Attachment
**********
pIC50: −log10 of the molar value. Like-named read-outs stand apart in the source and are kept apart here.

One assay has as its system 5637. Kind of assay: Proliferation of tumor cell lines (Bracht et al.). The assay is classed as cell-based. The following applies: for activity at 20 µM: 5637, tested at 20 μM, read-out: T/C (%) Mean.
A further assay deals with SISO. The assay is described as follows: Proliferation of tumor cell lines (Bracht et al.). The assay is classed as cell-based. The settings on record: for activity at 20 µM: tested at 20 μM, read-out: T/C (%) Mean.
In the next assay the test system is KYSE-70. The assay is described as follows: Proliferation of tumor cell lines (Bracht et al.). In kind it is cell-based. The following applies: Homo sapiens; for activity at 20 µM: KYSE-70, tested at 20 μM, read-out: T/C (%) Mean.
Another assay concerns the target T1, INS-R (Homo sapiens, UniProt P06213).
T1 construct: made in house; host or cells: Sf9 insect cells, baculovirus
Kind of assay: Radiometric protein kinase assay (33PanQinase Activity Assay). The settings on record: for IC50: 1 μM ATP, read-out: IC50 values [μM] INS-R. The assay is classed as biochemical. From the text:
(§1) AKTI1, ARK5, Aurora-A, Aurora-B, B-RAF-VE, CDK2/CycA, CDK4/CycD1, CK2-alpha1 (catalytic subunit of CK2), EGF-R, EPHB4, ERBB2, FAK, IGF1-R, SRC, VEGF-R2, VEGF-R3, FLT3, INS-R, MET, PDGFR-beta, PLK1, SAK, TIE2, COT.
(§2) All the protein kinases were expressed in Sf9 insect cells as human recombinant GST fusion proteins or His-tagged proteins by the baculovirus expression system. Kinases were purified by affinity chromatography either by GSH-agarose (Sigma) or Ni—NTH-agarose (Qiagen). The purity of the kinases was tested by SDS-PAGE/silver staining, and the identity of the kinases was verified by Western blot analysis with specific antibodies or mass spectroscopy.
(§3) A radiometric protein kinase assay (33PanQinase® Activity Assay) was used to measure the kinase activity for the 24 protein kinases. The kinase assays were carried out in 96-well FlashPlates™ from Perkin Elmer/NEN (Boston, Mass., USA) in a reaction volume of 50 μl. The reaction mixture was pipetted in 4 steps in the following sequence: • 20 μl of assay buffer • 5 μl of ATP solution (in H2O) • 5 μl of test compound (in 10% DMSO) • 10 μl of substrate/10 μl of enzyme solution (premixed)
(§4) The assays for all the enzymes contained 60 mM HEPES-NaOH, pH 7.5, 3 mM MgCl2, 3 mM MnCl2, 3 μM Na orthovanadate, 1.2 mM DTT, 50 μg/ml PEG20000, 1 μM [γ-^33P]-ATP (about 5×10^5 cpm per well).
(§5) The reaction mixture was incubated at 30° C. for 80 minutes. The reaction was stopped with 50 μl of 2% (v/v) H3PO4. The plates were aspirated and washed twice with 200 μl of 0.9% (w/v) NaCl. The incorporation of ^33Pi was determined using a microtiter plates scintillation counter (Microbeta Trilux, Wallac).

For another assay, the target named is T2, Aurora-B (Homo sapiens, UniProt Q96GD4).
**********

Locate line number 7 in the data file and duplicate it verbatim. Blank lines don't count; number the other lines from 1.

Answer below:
Kind of assay: Radiometric protein kinase assay (33PanQinase Activity Assay). The settings on record: for IC50: 1 μM ATP, read-out: IC50 values [μM] INS-R. The assay is classed as biochemical. From the text: